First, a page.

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For most posts on this blog, comments are turned off by default. For reasons why this is the case, and with which I largely agree, see this blog post at Bioethics Bulletin. I will open comments on individual blog posts when I explicitly desire feedback on something I have written. Those comments will be moderated; irrelevant, abusive comments will be sent to the circular file.

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10:53PM

Using Poll Everywhere to increase class participation

I’m interested in ethics, teaching, and technology. So it makes sense to talk about a combination of those three things as my first blog post.

I recently began using the webapp called Poll Everywhere in my classes. I found it to be a good way of engaging the students’ attention. Poll Everywhere allows you to ask questions of your audience and get their instant feedback through multiple-choice opinion polls and open-ended question polls. In response to a question, the students send a text message consisting of a six-digit code number (plus a message if necessary) to Poll Everywhere - or via the web at this link, if they have their computers or iPads handy - and you and they can watch as Poll Everywhere auto-updates in real time with their answer. You can use Poll Everywhere in the web browser or imbed the polls into your Keynote or PowerPoint slides (Flash required). Although your mileage may vary, I found, through testing Poll Everywhere in multiple classes, that students generally do have unlimited messaging plans with their cellphones and are more than willing to use them. If you’re considering using Poll Everywhere in the class, I would recommend telling your students that they shouldn’t feel obligated to participate unless they have an unlimited messaging plan.

So here’s how I put Poll Everywhere to use. The topic of the lecture on this particular day was an introduction to W.D. Ross’s ethic of prima facie duties. By way of introducing Ross to the students, I attempted to get them to see Ross’s reasons for rejecting Kantian deontology and Moore’s ideal utilitarianism. To get them thinking about reasons why Ross would reject Kantianism and utilitarianism in favor of his own preferred view, I asked them to first vote on which of those two views they themselves favored. The idea behind asking them to vote is to make them take ownership of one of the theories that Ross criticizes, so that they might better understand the force of his objections.

I used the multiple-choice opinion poll to gauge my students’ opinions on this question. Poll Everywhere makes it super simple to construct the poll. All you do is ask a question and provide some answers, such as in the following format:

Of these two choices, which moral system do you lean toward? Kantianism or Utilitarianism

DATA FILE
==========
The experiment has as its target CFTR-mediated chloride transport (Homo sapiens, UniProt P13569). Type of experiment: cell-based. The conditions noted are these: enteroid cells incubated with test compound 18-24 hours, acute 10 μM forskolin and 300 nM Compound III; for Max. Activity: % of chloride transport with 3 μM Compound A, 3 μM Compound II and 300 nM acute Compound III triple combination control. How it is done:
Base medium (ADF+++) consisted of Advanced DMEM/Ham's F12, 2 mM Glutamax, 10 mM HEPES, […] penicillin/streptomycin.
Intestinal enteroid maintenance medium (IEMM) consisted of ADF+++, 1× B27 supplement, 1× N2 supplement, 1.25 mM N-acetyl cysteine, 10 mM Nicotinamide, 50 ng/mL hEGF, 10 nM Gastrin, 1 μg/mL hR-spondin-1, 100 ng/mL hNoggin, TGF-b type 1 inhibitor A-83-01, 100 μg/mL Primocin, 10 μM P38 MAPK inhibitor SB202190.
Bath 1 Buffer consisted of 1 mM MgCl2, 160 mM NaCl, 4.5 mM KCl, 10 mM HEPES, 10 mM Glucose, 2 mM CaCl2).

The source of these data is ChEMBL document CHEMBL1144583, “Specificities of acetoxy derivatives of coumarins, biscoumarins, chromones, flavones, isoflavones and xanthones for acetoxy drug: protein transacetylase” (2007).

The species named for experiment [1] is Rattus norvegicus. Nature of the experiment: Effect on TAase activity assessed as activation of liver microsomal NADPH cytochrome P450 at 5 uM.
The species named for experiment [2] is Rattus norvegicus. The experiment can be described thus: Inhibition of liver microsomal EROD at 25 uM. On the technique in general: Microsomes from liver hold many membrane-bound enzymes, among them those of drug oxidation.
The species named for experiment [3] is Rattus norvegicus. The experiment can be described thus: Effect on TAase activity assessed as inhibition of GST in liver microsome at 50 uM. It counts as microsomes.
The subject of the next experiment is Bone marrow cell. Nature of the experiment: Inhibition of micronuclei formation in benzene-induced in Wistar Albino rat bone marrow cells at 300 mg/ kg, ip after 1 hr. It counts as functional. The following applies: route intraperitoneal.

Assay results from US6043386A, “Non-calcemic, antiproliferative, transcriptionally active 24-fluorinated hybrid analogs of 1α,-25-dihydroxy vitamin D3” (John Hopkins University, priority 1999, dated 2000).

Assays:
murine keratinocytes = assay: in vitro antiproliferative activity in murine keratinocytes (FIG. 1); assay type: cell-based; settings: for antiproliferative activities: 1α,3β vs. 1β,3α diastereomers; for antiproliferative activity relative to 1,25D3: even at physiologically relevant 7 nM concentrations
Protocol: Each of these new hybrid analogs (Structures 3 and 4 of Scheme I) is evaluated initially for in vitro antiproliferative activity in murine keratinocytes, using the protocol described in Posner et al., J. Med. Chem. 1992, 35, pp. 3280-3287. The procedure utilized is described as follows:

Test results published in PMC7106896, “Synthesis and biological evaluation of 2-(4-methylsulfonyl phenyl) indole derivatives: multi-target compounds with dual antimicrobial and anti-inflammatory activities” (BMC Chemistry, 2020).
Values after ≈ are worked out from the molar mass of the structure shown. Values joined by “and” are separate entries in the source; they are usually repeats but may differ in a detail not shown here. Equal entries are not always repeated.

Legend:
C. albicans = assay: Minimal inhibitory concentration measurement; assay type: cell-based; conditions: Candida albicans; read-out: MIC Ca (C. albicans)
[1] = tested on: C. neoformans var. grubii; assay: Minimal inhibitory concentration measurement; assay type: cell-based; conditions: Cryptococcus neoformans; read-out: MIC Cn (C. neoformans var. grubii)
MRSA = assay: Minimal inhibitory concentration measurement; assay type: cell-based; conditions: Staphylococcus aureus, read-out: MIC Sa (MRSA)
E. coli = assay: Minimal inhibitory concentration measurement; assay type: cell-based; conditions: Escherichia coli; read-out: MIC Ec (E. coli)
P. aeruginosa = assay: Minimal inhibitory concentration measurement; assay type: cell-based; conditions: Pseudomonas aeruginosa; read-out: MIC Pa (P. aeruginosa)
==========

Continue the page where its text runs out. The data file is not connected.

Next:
That nets you the following poll, which the students answered as follows:

First Poll
First Poll

As you can see, twice as many people in this particular class favored Kantianism over utilitarianism.

Then, in order to get the students to see why Ross might have rejected Kantianism or utilitarianism, I asked them to send in what they thought of as the best criticism of Kantianism or utilitarianism, which they did - again, using their cellphones or computers.[1] From there, I proceeded to go on to talk about Ross’s own objections to Kantianism and utilitarianism.

I asked the students what they thought of Poll Everywhere. To a person, they all thought it was a neat tool. Not a few of them were excited to be allowed to use their cellphones in class, and most thought incorporating the tool into the classroom was a good use of technology. It’s something they can understand, and it made everyone a bit more willing to participate. Interestingly, some of the students told me afterward that Poll Everywhere allows the students who are shy about speaking up in class get their opinions out there to be heard. That’s a good thing in and of itself - and maybe it’s also a way of breaking the ice around speaking up in class, too. If increased vocal participation does follow, however, I suspect it will follow from a combination of things, namely: judicious use of the technology, group work, and increased student confidence about knowledge of the material.

It costs nothing to set up an account with Poll Everywhere. A free account, however, lacks some of the features of a premium account, such as the ability to moderate open-ended question polls. But a free account will enable you to do quite a lot to get your students participating. What’s not to like?


  1. I’m not embedding these particular polls here, as doing so requires Flash and there isn’t an option to imbed a static image.  ↩

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